In the end, it’s unlikely that Republicans in general or McConnell specifically will pay much of a political price for this obvious flip-flop on the issue. While there was some early polling in 2016 that indicated that voters were opposed to the Senate GOP’s decision to deny either hearings or a vote to Garland’s nomination, later polling seemed to make clear that most voters didn’t really care about this issue one way or the other. Indeed, of more importance to Senate Republicans at the time was the fact that conservatives kept up the pressure on Senators not to waver on their position even though there were some early indications that some Senators were ready to break ranks on the issue. In any issue, the election results seemed to make clear that the GOP did not suffer because of the decision. While the GOP did lose two seats in the Senate in 2016, it nonetheless held on to control and won the White House, thus enabling a Republican President to select a Supreme Court Justice who was easily confirmed by a Republican Senate. Additionally, to the extent that the Garland nomination was still an issue in 2018 it’s worth noting that while the GOP suffered historical losses in the House of Representatives, it gained two seats in the Senate thus solidifying the majority it has held since the 2014 elections.
As I said at the time, the Senate Republicans took a political risk in their position in that it was possible that Hillary Clinton would become President and nominate someone younger and further to the left to fill the Scalia vacancy. Instead, that gamble paid off. As the saying goes, elections have consequences.
Update: James Joyner also has a post on this topic worth your perusal.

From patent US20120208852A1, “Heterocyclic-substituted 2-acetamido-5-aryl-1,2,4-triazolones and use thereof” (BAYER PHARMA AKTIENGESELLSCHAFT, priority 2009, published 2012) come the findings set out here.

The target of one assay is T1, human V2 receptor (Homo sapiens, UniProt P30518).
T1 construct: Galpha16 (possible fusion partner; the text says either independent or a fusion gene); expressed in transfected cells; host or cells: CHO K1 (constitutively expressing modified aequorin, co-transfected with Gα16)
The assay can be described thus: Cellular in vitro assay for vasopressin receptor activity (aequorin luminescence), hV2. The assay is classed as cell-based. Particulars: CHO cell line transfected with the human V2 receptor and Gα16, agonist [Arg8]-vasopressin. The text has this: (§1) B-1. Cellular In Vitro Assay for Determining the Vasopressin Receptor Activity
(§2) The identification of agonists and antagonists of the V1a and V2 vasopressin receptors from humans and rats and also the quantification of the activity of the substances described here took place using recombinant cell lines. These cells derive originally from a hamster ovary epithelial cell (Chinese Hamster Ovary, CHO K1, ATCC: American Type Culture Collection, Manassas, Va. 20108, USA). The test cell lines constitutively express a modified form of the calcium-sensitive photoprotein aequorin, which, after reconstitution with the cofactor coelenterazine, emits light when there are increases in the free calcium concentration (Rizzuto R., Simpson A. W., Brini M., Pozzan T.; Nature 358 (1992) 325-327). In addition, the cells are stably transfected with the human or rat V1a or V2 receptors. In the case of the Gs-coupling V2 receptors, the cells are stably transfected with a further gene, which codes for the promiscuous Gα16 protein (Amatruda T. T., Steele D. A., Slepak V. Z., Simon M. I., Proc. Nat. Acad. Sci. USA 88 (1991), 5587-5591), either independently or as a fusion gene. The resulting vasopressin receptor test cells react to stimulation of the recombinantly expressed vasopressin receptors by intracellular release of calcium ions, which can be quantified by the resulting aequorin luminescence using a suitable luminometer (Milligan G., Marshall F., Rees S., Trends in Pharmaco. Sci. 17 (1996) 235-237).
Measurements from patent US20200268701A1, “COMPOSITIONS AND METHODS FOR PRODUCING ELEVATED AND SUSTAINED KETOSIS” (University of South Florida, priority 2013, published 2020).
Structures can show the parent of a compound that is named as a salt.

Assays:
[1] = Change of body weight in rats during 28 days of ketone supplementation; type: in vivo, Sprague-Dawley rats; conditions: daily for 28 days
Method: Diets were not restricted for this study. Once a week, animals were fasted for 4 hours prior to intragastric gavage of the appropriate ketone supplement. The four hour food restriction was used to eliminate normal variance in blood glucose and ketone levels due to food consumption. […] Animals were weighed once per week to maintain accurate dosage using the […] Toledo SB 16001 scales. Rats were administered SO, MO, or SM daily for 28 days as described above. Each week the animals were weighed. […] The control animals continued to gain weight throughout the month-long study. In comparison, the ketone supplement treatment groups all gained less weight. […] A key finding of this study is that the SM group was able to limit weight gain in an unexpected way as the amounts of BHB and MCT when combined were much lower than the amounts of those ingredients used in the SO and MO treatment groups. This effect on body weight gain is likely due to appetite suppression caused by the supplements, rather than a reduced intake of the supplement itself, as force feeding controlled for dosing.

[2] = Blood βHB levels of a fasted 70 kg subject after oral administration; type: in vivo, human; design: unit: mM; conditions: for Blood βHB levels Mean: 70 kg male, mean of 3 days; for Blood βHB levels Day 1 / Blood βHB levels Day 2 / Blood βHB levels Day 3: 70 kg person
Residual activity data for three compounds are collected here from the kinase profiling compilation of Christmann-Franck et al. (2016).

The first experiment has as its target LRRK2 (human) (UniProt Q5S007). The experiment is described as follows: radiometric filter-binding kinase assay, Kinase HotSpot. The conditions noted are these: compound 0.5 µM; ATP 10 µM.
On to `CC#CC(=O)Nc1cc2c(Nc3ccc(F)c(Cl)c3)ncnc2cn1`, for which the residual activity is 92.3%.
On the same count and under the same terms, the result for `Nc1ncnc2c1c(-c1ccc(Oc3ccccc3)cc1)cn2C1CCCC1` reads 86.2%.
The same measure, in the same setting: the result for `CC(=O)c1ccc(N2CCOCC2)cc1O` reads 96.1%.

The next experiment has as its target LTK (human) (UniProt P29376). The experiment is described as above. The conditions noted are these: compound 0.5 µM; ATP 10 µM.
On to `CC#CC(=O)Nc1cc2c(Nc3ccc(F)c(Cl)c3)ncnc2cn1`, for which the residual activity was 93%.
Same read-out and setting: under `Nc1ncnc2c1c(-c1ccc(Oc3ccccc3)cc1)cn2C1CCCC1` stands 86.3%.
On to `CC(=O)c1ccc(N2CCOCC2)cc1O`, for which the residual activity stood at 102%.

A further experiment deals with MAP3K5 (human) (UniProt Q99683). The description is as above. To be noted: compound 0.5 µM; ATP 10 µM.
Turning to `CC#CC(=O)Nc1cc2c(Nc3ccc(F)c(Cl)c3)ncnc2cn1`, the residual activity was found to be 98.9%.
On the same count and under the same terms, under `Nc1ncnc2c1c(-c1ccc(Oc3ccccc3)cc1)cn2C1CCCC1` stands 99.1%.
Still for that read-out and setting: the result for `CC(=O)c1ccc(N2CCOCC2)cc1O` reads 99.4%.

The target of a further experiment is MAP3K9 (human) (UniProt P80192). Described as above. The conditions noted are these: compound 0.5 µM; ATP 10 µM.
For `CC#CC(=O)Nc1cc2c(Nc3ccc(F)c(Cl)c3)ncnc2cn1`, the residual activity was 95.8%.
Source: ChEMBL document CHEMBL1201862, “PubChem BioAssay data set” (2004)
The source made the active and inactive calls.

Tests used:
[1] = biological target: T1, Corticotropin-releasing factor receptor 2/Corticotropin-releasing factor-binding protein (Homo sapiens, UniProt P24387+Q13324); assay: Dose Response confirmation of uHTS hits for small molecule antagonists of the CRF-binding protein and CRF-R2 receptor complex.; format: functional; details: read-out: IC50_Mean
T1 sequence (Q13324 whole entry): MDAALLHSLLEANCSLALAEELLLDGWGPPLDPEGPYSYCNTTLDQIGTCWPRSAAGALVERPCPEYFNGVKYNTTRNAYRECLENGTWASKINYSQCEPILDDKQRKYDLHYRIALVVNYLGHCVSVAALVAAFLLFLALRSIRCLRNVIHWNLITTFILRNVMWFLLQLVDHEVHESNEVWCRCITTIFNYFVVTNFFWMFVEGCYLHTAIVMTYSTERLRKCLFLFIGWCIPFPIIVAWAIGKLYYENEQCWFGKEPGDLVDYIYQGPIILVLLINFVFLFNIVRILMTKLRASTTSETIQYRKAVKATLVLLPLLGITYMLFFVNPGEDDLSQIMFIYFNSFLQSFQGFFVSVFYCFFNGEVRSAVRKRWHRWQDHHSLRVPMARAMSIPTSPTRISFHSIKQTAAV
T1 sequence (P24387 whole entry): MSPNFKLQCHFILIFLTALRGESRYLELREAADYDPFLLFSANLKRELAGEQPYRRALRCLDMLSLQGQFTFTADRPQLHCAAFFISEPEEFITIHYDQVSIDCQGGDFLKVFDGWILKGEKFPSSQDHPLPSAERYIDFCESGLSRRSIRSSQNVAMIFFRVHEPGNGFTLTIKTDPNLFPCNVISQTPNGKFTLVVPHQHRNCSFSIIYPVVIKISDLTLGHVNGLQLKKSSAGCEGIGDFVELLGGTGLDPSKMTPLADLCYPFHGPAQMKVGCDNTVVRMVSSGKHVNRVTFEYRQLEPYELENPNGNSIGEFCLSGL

For the love of God two photos of him first thing in the morning? Christ have some sympathy for your readers.
No, it’s not hypocrisy, it’s bullshit. The hypocrite cares about the principles he professes to hold, he tries to justify his own failings, and he can blush when the truth comes to light. The bullshitter simply says what he thinks you need to hear so that he can get what he wants. Yes, Democrats are hypocrites on occasion. They invest enormous energy in explaining whenever they give in to political expediency, and they worry about the consequences. Republicans laugh. Their “principles” exist to placate the rubes and occupy the opposition. And they embrace those dim enough to tar the lot with both-siderism.
thank heavens for adblock->block element.
See this over here —===>>>
That’s my shocked face.
But though I’m not a lawyer, I know no one gets charged, much less convicted, by what they would have done had they had the opportunity
Maybe a little hardball is in order. The House should investigate Elaine Chao’s corruption.
Democrats should pack the Supreme Court.
I think the lesson Democrats should take from this is: ‘eff principle, do what it takes to effectively wield power.
Impeach or not? Republicans would not, and in 1998 did not hesitate, they impeached Bill Clinton because they could. No angst over principle back then. Right now Democrats have the Report, numerous examples of obstruction of justice. Hold the hearings, draft the articles, vote to impeach. Pass it off to Mitch over in the Senate.
@PJ: This is really the only play that is appropriate after McConnell punched Democrats in the face so Gorsuch could sneak onto the Court. They have a 30 year strategy to enact their ideology via the court system culminating in the supreme court. Alot is invested in the strategy–what better way to counter punch than to pack the court? Frankly, its the only way to save the courts reputation over the long haul